Wednesday, 30 May 2007

What a great uncle!

I became a Great Uncle on Monday evening – literally. That means the missus is a Great Aunt at the age of 33. This is all the result of my 19-year-old (now 20) niece getting herself knocked up by her sickness beneficiary boxing instructor who is older than I am. And you thought it was only in the Czech Republic where it was passé for older men to prey on young women.

New Zealand’s Maori population is projected to increase from 14% to around 20% by 2020, and my niece is doing her bit to contribute to that population growth. The father is one-quarter Maori, so my new blood relative is one-eighth indigenous. His middle name (forgot to say it’s a nephew) is Kaia. Not sure about the translation at the moment, but the father is apparently of Ngati Whatua tribal descent. The Ngati Whatua come from the far north of the North Island and therefore don’t get on too well with the dominant South Island tribe, the Ngai Tahu. Could be some interesting times growing up, especially as Dunedin (in the cold southern South Island) is predominantly pakeha (white).

In regard to the first name, Jackson, my niece is perhaps showing an interest in the art world (Jackson Pollock) or fine wine (Jackson Bay) or then again perhaps she’s taken with the latest fashion of giving children a surname for a first name.

A few months into the pregnancy we had offered to adopt the child as our own, which would have resolved our own childlessness problems and eased the pressure on the grandparents (my brother was looking forward to early retirement in France) and the mother (she’s halfway through a nursing degree). In the end though, she decided she would keep it, which I suppose is only fair enough.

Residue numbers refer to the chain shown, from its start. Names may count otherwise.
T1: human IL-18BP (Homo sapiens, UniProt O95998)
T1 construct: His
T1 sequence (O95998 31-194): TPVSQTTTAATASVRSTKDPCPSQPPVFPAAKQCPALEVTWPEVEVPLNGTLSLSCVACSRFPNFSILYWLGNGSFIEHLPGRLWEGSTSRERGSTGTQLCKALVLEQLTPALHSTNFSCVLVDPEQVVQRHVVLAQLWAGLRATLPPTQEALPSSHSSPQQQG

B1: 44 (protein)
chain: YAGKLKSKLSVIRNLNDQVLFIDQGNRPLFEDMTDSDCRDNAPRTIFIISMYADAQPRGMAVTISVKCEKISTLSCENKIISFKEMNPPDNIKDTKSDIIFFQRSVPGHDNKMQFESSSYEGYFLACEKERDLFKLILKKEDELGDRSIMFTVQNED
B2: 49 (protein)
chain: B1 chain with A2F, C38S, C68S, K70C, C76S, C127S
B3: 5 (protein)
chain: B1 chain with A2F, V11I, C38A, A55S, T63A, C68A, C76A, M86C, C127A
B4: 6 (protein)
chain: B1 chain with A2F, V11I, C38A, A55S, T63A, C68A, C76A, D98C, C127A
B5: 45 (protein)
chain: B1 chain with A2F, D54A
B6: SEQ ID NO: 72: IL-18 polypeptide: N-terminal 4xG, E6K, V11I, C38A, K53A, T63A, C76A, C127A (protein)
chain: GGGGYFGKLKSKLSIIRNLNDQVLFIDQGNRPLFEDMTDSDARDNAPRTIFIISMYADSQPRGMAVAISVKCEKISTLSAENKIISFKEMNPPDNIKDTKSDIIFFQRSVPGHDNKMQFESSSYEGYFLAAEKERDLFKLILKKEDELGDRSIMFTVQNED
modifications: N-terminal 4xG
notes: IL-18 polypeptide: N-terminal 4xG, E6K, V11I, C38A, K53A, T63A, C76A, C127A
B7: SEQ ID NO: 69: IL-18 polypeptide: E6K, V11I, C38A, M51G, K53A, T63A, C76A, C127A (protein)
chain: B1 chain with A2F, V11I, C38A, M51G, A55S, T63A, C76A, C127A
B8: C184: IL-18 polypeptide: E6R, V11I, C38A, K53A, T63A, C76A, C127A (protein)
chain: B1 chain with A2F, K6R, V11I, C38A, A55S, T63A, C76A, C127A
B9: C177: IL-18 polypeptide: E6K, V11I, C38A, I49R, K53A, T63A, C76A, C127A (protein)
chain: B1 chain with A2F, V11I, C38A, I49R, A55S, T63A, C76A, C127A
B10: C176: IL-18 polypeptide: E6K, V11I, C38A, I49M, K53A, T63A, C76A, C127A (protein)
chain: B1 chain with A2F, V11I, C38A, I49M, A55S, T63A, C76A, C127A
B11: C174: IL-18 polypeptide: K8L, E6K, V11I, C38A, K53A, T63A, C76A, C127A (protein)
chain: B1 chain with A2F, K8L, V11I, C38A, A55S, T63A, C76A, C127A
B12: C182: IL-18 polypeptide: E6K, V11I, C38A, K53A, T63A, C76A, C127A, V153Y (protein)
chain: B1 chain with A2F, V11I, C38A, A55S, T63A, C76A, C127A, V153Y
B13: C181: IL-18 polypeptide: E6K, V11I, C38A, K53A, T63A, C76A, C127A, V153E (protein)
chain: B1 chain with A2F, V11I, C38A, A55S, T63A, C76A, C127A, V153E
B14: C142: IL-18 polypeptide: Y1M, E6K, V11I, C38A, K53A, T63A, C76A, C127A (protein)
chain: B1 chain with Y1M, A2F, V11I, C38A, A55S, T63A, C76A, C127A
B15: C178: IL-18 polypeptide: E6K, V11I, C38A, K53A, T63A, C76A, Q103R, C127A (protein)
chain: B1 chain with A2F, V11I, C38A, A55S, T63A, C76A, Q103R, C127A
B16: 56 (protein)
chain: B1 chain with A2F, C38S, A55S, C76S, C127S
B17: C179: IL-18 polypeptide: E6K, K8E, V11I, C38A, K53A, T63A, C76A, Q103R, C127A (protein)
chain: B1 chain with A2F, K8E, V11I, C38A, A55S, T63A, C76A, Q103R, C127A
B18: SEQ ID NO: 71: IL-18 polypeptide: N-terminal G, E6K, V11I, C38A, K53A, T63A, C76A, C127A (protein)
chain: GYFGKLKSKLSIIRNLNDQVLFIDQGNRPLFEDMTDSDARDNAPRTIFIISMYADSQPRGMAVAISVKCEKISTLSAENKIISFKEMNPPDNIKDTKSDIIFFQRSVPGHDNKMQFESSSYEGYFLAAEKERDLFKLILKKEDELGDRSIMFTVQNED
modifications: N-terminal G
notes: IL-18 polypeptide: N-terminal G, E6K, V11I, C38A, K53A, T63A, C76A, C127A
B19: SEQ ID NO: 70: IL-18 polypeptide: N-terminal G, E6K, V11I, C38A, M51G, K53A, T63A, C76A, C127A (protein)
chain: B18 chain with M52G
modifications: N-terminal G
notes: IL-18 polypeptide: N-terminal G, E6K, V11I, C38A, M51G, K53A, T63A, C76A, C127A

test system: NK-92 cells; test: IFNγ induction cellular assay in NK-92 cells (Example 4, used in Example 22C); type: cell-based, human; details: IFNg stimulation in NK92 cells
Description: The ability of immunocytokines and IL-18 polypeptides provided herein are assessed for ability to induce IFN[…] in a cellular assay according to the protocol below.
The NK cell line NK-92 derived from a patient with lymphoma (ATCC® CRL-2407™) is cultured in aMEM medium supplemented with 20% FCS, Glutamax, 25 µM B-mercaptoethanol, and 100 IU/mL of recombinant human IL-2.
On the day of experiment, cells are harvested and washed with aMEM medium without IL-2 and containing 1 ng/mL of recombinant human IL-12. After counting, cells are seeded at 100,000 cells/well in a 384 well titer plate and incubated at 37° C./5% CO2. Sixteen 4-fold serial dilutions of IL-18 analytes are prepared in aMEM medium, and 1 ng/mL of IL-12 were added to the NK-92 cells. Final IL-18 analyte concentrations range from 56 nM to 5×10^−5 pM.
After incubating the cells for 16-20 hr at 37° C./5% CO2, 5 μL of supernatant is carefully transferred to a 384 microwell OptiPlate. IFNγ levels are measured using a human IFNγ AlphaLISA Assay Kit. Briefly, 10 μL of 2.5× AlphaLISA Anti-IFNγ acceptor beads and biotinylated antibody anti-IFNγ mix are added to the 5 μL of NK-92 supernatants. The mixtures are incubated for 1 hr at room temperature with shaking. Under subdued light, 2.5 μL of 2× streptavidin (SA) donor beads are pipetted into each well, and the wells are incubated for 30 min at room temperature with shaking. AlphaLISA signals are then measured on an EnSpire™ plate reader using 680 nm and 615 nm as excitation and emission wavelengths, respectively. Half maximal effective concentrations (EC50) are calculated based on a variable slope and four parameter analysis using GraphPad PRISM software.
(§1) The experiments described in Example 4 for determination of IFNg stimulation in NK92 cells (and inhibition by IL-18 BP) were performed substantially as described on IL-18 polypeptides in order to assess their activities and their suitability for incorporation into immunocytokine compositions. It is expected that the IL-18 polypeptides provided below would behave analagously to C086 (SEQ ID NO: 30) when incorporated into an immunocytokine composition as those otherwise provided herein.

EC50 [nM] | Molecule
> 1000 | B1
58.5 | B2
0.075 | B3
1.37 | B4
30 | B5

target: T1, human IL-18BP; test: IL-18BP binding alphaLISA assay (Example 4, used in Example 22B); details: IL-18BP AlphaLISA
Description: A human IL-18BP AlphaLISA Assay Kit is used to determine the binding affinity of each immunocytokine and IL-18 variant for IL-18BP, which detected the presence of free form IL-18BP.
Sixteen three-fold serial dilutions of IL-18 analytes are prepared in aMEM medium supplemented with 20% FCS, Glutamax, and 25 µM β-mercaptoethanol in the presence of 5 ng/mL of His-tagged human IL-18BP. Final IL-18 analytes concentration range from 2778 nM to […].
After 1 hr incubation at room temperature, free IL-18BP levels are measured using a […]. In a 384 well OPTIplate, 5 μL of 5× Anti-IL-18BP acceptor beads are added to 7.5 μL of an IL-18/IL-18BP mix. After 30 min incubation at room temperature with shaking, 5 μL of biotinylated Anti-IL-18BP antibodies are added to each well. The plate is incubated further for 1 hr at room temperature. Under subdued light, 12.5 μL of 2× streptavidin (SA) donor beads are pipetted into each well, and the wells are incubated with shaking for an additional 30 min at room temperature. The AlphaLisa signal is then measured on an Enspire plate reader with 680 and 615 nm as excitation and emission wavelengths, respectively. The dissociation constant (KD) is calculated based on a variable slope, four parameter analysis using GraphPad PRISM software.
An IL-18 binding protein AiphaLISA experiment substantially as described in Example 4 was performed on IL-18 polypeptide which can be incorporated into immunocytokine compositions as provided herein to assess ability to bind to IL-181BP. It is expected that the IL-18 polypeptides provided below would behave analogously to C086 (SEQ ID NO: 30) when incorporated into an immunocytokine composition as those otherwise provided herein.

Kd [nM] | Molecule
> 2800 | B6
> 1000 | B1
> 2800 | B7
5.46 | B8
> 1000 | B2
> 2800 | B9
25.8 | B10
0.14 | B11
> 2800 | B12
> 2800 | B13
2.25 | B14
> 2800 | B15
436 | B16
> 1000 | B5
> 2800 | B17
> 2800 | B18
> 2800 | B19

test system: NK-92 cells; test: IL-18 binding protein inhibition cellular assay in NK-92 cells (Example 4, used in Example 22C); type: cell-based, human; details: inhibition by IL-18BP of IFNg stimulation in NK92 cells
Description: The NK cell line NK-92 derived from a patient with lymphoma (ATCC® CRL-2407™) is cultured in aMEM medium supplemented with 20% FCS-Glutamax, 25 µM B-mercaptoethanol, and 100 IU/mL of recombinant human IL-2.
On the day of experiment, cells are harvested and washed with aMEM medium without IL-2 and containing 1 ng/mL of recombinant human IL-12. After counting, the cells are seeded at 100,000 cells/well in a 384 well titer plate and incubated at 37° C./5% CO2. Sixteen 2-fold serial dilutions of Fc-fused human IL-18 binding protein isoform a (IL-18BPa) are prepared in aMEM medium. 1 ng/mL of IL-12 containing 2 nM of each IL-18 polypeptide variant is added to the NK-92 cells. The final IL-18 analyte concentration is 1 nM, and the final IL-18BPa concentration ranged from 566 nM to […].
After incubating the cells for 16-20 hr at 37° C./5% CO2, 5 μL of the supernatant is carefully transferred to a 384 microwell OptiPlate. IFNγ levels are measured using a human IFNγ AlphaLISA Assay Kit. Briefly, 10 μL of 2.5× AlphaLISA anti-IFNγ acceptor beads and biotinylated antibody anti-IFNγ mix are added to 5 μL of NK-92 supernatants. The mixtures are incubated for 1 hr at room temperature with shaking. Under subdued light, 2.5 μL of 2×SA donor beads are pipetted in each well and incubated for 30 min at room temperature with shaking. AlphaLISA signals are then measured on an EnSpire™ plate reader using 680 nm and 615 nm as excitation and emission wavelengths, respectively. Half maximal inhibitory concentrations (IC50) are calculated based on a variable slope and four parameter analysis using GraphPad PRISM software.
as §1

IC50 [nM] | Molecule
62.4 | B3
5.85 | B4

We will now focus all our own resources on adoption. Of course that’s not an easy route either, but there is somewhat more certainty involved than everything else we’ve put ourselves through so far. Adopting within NZ is impossible (very politically incorrect to give up one’s own child no matter what the circumstances), so it’ll have to be inter-country adoption. That means concentrating on one of half-a-dozen countries only, i.e. those with a Hague Convention protocol with us: Chile, Phillipines, China, Thailand, Lithuania and maybe Russia. Lots of very nasty bureaucratic obstacles involved in all this, but best to get the ball rolling asap.

1 comment:

tvc said...

Labas rytas,

better learn a little Lithuanian if you're going to adopt from here. Waiting for a taxi in Vilnius - lovely city, lovely country, definitely worth a visit when you're back, but come in summer, not winter